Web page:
Tom Haubenstricker, chief executive officer of GoldPoint Partners, a private equity subsidiary of New York Life Insurance Company, remains bullish on the middle market, where the firm backs funds and makes mezzanine and equity co-investments. New deals are challenging, Haubenstricker said, given the intense competition for properties. But he said he’s still seeing sponsors show good discipline on price. He added that “it’s a great time to exit,” with debt “very attractively priced right now.”
GoldPoint Partners, which has more than $9 billion in assets under management, defines the middle market as companies generating some $20 million to $100 million in EBITDA, with enterprise values up to $1 billion. The firm makes about $1 billion per year in fund commitments, $25 million to $100 million at a time, using capital both from New York Life’s balance sheet as well as from a family of funds of funds. The firm wrapped up its latest fund of funds, NYLCAP Select Manager Fund II LP, which had an offering amount of $250 million, at the end of the year. Haubenstricker said the firm has an appetite for first-time groups, and recently committed to the debut funds of Alvarez & Marsal Capital Partners and Blue Sea Capital.
The investment team has committed $9 billion to more than 270 funds since 1991. Their sponsors produce deal flow for GoldPoint Partners’s co-investing and mezzanine investing, the money for which comes largely from third-party investors. According to Haubenstricker, the firm typically consummates eight to 12 co-investments per year of $15 million to $40 million each. On the mezzanine side, the firm also does eight to 12 investments per year in the $15 million to $55 million size range. The firm anticipates launching its next mezzanine fund in the second half of 2015, Haubenstricker said. It closed its third at slightly more than $1 billion in 2012.
Private Advisors, a hedge fund and private equity fund-of-funds manager in which New York Life acquired a 60 percent interest about three years ago, manages a little over $2 billion in private equity assets, including primary commitments, co-investments, mezzanine investments and secondary buys. (It also manages a little over $3 billion in hedge fund assets.) The firm’s money comes from a diversified base of endowments, foundations, pension funds and family offices.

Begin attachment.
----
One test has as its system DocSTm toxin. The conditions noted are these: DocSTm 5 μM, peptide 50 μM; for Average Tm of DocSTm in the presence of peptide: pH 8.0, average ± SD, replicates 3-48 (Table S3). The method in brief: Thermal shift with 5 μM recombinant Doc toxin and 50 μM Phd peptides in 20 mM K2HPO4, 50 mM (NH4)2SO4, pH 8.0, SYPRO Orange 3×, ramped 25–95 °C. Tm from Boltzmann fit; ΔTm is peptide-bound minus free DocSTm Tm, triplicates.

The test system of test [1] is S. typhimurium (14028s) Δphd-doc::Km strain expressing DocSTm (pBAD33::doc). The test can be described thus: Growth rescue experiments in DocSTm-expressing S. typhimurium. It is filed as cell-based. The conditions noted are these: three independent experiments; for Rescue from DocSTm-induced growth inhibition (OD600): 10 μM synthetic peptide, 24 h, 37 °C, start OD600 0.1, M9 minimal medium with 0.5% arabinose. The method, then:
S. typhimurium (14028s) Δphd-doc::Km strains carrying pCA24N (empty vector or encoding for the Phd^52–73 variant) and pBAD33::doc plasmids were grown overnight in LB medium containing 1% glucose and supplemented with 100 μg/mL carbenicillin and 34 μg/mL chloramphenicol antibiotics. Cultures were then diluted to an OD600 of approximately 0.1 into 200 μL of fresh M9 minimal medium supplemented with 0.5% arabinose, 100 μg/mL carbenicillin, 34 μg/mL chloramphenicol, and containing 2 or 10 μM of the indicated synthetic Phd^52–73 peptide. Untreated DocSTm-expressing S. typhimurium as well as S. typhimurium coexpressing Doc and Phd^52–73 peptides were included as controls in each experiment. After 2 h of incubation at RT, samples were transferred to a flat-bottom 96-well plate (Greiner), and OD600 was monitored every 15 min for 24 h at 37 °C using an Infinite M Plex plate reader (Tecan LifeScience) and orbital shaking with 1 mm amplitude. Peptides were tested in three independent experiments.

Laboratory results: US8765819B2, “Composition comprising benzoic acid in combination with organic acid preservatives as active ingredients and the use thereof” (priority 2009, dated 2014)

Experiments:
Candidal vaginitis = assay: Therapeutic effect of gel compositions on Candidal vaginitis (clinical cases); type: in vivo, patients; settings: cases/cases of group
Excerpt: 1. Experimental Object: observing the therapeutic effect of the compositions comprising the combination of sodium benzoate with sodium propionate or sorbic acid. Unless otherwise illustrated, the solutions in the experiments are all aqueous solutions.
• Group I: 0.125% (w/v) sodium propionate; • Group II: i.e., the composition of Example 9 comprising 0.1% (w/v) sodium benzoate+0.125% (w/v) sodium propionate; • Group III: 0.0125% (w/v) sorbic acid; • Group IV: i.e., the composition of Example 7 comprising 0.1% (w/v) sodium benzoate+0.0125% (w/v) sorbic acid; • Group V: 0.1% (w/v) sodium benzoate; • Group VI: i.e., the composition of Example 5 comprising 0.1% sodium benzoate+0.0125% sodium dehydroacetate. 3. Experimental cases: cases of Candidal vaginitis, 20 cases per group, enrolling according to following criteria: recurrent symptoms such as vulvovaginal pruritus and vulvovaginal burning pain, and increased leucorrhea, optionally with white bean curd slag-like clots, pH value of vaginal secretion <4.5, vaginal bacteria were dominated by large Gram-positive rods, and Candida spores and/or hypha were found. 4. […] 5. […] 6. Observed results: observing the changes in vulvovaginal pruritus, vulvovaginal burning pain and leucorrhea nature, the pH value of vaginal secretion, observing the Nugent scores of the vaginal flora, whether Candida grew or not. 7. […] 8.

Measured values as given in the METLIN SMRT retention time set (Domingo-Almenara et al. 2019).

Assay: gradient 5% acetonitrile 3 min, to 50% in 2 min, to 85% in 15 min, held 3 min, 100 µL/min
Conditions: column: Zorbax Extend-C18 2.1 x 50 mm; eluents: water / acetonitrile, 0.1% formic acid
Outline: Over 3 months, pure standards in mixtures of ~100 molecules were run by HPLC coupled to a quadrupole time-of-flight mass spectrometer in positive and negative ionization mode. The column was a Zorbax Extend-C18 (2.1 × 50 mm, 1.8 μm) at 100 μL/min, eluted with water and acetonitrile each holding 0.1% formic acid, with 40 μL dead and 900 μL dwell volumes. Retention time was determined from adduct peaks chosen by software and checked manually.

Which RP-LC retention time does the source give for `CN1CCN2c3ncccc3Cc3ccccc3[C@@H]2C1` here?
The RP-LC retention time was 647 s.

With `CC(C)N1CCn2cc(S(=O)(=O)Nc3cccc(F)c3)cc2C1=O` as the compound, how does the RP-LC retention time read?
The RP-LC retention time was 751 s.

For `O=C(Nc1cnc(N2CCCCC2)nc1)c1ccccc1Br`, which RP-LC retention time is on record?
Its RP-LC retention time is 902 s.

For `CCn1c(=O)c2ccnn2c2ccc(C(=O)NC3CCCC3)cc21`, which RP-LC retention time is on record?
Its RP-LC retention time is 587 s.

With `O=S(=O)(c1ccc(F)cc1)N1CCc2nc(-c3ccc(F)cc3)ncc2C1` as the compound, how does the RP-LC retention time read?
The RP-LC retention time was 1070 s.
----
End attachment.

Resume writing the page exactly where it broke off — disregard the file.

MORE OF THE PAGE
“We really live and breathe the small company investment space in North America,” said Partner Christopher Stringer.
On the primary side the firm tends to commit $100 million to $250 million per year altogether to five to 10 funds, including first-time institutional funds; the funds are typically $750 million or smaller. The firm also invests $35 million to $50 million per year directly in six to eight co-investment deals. Stringer said that in picking co-investments Private Advisors takes care to make sure that its sponsors aren’t going off-strategy, such as by tackling a bigger deal than they usually do.
As a rule Private Advisors favors sectors going through structural changes, like healthcare and energy services. It is particularly drawn right now to sponsors targeting growth equity, turnarounds and corporate carve-outs, in part because of the high prices companies are commanding in the lower middle market, Stringer said.
High prices have “benefited us on the exit side of things,” said Stringer. “We’re just wary of it short term on the buy side.”
Andrea Hopkins, a senior reporter for sister news service Reuters, contributed to this article
(Correction: In the attached table Standard Life Investments Ltd was misspelled in the original version of this article.)